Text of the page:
BEVERLY HILLS, Calif. (
) -- Spring 2012 is proving to be a busy season for U.S. restaurateurs, including some much-anticipated openings and debuts that have already made headlines nationwide. The roster has no shortage of starry names, from three-star Michelin chefs such as Daniel Humm and Gordon Ramsay to
alums and culinary elite debuting in cities across the U.S.
In New York, the developers behind the highly-success Ace Hotel New York recently opened the
, a grandiose and moody hotel sibling designed by Jacques Garcia (the man behind such properties as Hotel Costes in Paris). The hotel mixes turn-of-the-century glamour and a high-fashion edge that extends to its in-house eatery, helmed by Humm of Eleven Madison Park and restaurateur Will Guidara. A series of connected parlor rooms include a grand atrium space where designer Garcia mixes ruby red decor with shiny woodwork and walls strewn in Audubon-style prints. The menu continues Humm's culinary narrative of Eleven Madison Park with dishes inspired by time spent in Switzerland and California for an all-day dining room menu that's already giving The Breslin a run for its foodie money.
|In South Florida, the much-anticipated St. Regis Bal Harbour opened its doors this year with a showy installment of Jean-Georges Vongerichten's J&G Grill.
In South Florida, the much-anticipated St. Regis Bal Harbour opened its doors this year with a showy installment of
. The design comes compliments of the Seiger Suarez Architectural Partnership, with dramatic interiors by Yabu Pushelberg (whose work can also be seen at Tribeca's Smyth Hotel and W Hotel Times Square). There are J&G Steakhouse installments from Phoenix, Ariz., to D.C.: this is the first Jean-Georges Vongerichten eatery at the beach, and it comes with an floor-to-ceiling windows that loom out over a beachfront pool and palm-strewn Atlantic. While a fancy destination for dinner, the views (not to mention dishes such as spring pea soup with sourdough croutons, black truffle and Fontina cheese pizza and center-cut filet mignon with heaping sauteed Maitake mushrooms with a drizzling of lime) make it a perfect post-shopping lunch.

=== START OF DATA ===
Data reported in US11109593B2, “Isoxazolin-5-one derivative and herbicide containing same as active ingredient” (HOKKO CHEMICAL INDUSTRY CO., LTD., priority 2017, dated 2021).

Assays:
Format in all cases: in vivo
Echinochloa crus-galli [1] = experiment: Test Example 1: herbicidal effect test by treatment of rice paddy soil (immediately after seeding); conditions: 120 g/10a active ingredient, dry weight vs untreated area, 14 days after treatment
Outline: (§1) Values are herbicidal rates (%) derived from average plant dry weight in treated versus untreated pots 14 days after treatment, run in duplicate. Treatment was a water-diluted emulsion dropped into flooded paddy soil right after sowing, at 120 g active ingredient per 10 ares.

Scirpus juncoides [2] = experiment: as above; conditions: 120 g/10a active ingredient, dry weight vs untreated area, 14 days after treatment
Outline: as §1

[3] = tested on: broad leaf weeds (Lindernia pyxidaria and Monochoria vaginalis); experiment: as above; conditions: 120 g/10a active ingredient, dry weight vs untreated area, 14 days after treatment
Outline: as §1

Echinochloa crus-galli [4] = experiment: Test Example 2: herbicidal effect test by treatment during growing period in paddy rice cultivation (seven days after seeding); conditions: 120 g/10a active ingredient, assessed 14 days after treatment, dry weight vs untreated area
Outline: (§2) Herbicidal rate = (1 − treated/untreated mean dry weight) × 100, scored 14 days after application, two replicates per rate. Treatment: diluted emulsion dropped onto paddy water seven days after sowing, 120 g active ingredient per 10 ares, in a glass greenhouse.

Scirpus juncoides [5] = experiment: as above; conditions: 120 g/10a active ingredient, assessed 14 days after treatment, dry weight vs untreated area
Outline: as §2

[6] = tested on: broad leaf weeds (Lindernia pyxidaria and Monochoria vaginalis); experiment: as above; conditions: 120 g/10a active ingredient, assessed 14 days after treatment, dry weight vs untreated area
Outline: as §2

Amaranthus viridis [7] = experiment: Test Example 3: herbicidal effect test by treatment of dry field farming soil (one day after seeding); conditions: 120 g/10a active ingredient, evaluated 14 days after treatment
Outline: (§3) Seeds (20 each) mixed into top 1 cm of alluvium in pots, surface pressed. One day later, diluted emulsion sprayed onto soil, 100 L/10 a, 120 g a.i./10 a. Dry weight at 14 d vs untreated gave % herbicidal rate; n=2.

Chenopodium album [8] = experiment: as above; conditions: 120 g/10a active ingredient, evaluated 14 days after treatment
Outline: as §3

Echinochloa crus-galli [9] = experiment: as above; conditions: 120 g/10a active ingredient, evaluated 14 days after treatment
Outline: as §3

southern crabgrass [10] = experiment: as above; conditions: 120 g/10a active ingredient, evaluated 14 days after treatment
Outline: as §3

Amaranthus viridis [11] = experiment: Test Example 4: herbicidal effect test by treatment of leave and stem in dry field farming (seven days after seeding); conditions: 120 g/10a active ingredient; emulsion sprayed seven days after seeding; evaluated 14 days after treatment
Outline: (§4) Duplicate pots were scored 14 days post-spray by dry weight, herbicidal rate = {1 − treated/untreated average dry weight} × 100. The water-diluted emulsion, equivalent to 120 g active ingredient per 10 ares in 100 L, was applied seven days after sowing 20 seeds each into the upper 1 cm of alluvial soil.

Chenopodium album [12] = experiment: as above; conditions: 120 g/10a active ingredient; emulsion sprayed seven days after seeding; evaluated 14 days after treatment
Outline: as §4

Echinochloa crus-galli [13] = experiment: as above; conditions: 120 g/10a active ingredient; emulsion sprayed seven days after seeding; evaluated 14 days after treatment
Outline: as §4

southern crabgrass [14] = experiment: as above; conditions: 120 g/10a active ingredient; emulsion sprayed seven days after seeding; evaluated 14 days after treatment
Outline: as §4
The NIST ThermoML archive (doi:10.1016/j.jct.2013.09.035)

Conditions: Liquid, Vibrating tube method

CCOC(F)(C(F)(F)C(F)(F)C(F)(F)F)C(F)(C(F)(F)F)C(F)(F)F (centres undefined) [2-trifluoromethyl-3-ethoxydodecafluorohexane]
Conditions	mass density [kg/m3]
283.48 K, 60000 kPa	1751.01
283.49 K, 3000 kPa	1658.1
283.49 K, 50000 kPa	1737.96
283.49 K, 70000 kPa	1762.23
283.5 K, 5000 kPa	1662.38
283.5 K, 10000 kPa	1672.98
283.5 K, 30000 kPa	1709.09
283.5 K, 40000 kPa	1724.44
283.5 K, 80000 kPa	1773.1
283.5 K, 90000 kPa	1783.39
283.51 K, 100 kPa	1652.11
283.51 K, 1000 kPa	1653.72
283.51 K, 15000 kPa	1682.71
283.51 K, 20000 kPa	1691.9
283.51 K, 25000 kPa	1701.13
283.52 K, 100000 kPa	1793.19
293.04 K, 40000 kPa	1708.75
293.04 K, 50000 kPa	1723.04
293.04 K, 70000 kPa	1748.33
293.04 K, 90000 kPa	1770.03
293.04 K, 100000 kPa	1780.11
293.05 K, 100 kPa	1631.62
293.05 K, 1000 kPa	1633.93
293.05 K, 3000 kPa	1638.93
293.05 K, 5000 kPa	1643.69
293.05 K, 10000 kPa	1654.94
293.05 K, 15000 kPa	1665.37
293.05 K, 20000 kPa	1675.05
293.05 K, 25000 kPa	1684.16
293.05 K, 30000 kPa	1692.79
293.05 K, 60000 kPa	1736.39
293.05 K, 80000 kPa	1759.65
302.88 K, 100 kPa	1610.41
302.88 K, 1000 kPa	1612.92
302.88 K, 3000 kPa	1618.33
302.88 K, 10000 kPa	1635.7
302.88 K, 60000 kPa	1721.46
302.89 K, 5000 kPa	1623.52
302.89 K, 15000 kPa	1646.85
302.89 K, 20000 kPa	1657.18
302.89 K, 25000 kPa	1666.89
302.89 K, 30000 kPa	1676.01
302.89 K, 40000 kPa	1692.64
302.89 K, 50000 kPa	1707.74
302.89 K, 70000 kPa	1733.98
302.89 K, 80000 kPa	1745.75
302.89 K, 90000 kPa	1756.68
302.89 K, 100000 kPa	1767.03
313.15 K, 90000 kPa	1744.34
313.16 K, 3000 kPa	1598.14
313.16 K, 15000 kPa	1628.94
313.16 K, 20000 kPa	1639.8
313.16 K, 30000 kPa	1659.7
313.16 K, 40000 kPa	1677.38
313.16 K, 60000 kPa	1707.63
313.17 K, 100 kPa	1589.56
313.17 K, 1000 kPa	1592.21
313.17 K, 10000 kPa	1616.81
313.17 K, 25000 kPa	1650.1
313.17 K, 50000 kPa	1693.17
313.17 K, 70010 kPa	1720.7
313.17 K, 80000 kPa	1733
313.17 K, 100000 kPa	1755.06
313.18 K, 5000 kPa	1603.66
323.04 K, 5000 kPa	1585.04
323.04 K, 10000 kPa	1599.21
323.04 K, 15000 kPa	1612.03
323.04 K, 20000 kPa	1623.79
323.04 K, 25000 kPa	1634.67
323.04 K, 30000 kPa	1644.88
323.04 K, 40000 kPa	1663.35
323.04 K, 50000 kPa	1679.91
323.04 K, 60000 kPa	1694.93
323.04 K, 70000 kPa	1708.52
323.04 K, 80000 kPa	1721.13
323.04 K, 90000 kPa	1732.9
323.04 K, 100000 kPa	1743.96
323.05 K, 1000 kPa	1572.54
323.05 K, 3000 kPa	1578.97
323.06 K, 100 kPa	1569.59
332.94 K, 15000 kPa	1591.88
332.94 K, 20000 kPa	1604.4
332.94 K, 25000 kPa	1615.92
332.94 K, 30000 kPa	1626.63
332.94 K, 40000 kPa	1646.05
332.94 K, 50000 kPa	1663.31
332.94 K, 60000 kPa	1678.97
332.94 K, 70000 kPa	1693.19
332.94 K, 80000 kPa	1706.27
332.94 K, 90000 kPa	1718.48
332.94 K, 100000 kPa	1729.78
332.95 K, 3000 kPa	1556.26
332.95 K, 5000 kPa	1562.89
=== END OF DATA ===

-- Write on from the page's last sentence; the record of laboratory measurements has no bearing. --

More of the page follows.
occupies the former Marche restaurant space on Randolph Street. It's become the hottest restaurant reservation in town. Owned by the Element Collective, which also operates Chicago's popular Socialista, Nellcote is inspired by an infamous mansion along the French Riviera known for its Belle Epoque revival style and as a popular romping place for the Rolling Stones in the '70s. Nellcote has a grand dining room that mixes concrete and iron with more refined details, such as Louis XVI chairs, crystal chandeliers and white-washed herringbone floors fit for modern-day Marie Antoinettes and even Taylor Momsen -- who recently did a late-night DJ set. But chef Jared Van Camp is king here, and a worthy one at that. He watches over a refined menu with French, Italian and Spanish influences, but translated through ingredients sourced exclusively from the Midwest.
When it opens in the coming weeks, The Paris Las Vegas Hotel & Casino promises culinary magic. Ramsay is to take over the resort's culinary marquee with a showstopper dining room worthy of the chef and the address. With entree onto the American dining scene via signatures eateries in New York and L.A.,
Gordon Ramsay Steak
transforms the former Les Artistes Steak House into a Brits-meet-Baz Luhrmann fantasy, complete with dining room emblazed with a Union Jack and intricate ceiling mobile that swaps Calder for culinary wizardry. Ramsay oversees a culinary team that uses his own signature beef-aging program for dishes that include traditional steakhouse fare and English staples from fish and chips to shepherd's pie.
In San Francisco, where new restaurants are covered by local press with paparazzi-like frenzy, excitement continues to build for the latest eatery by Flour + Water chef Thomas McNaughton. Known for its legendary pasta dishes and Neapolitan-style pizza, McNaughton's Mission District eatery is still one of the hardest reservations in town despite being almost three years old. His
is slated to open by the end of spring in a grittier part of Mission District inside a converted warehouse structure. While the menu has yet to be unveiled, reports suggest a deviation from the pasta/pizza norm to dishes with a fancier edge. Additionally, the location will be home to Salumeria, a casual gourmet deli shop for all those who can't get through the door for the first year or so.